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it is claimed that silicon droplets bouncing on a vibrating surface show behaviour in analogy to particle/wave duality in Quantum Mechanics.

Is this true? Did they really reproduce the double slit experiment (the video doesn't show that)? And what happens to the silicon droplets on a single slit? What about Quantum tunneling? Which effects of Quantum Mechanic can be "emulated" with bouncing silicon droplets and which can't?

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marked as duplicate by knzhou, ZeroTheHero, Buzz, Kyle Kanos, Norbert Schuch Jan 6 at 0:38

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Back in the early days of quantum mechanics some physicists were unhappy with the idea that quantum mechanics only gave you probabilities, and various efforts were made to find theories in which physical properties had definite values but these values were hidden from us. These are generically known as hidden variable theories. One of the first hidden variable theories to be formulated was the pilot wave theory by de Broglie, later developed as the de Broglie-Bohm theory. In this theory a particle is really a particle, and it's associated with a pilot wave that guides its motion. The theory works, but it just predicts the same behaviour as the Schrodinger equation so there has historically been little enthusiasm for it.

The significance of the silicone droplet experiment is that it looks awfully like the pilot wave theory. The silicone droplet acts as the particle, and the waves they generate on the surface of the silicone bath act like the pilot wave. The similarity even extends as far as reproducing the double slit results. The silicone droplet only goes through one slit, but the associated wave goes through both slits and is therefore capable of generating the interference pattern.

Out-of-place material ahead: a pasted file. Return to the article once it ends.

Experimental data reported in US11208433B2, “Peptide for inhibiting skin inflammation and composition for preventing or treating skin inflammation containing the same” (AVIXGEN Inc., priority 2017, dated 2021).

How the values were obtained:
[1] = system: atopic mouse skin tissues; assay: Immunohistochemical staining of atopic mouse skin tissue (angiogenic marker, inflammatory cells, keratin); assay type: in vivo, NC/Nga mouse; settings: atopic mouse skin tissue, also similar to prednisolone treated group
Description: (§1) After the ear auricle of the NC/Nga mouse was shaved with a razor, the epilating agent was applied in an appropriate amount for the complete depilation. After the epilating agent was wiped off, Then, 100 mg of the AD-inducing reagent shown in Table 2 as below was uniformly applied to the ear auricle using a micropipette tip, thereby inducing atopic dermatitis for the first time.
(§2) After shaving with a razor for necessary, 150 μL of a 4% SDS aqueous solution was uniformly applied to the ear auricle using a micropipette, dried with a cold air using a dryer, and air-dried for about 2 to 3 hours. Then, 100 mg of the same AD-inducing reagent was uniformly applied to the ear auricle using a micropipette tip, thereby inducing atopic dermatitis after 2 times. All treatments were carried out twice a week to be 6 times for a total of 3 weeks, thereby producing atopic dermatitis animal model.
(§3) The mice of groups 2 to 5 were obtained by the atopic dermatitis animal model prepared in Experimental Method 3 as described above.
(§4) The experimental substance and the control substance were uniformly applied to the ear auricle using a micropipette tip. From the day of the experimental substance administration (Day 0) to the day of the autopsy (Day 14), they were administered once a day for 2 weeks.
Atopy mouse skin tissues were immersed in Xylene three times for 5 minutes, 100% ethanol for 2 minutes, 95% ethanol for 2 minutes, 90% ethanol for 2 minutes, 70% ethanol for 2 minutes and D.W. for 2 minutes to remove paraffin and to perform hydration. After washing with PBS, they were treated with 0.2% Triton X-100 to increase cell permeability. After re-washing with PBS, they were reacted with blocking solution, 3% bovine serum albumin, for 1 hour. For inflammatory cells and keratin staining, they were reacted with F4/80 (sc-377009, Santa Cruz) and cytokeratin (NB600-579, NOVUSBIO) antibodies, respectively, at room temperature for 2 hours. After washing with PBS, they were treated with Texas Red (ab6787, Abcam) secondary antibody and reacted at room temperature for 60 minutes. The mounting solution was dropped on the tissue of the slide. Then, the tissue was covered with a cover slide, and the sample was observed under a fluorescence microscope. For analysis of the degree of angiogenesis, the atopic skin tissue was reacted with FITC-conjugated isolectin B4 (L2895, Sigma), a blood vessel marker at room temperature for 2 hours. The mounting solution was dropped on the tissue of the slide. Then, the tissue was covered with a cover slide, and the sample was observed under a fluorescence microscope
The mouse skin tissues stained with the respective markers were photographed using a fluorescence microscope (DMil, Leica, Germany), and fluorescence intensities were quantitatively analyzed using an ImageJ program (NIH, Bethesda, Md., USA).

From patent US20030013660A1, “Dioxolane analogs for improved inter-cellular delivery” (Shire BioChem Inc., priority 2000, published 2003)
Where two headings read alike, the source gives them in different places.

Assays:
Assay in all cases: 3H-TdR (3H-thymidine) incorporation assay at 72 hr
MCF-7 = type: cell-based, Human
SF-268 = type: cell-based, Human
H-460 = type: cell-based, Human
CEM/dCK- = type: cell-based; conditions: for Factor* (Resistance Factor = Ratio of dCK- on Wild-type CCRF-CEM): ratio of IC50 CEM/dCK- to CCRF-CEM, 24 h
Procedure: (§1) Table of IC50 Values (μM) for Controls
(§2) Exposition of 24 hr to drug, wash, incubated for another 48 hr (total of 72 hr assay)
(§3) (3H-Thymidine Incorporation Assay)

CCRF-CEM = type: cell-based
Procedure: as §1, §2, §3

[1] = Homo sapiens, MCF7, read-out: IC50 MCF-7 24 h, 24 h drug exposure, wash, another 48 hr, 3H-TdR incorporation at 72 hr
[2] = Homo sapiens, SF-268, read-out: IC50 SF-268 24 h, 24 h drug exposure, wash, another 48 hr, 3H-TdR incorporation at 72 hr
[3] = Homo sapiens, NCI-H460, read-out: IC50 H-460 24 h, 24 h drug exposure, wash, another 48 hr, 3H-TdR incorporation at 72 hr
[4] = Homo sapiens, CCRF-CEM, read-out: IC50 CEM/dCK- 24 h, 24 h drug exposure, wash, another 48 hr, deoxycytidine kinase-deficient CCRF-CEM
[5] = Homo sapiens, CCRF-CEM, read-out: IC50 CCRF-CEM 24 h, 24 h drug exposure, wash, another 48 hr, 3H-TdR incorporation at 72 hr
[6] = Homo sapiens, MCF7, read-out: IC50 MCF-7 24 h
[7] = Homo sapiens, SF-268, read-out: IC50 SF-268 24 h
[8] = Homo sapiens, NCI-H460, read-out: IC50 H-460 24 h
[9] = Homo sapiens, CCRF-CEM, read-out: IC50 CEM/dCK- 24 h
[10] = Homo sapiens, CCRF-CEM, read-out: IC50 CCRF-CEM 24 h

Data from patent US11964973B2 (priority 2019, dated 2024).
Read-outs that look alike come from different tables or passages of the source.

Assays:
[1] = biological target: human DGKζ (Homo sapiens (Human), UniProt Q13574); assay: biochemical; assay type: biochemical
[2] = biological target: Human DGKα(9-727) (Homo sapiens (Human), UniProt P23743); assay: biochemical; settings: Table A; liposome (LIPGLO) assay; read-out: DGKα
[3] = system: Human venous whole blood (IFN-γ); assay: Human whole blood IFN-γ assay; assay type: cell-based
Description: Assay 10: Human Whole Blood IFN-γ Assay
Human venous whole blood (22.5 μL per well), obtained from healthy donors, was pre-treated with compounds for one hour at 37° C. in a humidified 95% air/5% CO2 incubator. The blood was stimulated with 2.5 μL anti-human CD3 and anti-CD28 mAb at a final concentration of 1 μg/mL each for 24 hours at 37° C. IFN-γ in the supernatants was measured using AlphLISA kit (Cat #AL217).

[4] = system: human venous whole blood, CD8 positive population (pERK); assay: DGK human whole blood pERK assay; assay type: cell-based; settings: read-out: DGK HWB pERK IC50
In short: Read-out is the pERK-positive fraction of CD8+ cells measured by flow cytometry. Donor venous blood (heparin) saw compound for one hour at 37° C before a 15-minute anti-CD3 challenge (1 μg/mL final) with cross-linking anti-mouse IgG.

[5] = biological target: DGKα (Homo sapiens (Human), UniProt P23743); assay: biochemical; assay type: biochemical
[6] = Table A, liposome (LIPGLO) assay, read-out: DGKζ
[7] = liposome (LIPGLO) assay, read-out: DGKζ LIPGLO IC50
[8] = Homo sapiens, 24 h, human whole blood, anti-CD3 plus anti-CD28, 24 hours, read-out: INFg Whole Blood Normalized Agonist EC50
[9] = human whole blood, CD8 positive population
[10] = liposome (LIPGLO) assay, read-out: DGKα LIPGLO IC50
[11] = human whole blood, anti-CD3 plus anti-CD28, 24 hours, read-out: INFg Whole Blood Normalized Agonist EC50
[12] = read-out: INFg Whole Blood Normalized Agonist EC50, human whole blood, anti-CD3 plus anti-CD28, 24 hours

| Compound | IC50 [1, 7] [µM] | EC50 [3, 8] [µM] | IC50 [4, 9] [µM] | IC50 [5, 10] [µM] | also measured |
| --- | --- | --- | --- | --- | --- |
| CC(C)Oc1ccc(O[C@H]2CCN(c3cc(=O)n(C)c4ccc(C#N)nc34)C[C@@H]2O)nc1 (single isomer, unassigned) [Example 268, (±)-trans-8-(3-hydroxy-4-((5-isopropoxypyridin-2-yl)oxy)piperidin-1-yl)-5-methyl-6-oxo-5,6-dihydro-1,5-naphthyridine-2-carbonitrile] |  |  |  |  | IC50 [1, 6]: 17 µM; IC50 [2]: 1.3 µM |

The question is whether the behaviour of the silicone droplets is just an interesting coincidence, or whether it is genuinely a model for the way quantum particles behave. If the latter this suggests that the pilot wave theory is correct after all, and this would have big implications for the interpretation of quantum mechanics.

The impression I get is that most physicists think it's just an interesting coincidence, and they aren't about to reformulate quantum mechanics.

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  • $\begingroup$ -1. "If the latter this suggests that the pilot wave theory is correct after all, and this would have big implications for the interpretation of quantum mechanics." This simply doesn't make any sense. All interpretations of quantum mechanics make the same predictions -- you can't prove one correct. And you especially can't prove a quantum interpretation correct by looking at a classical system with only a superficial resemblance to one example of a quantum system. If I make a subpar copy of the Mona Lisa using pencil, that doesn't mean the real Mona Lisa had to be drawn in pencil. $\endgroup$ – knzhou Jan 3 at 19:16

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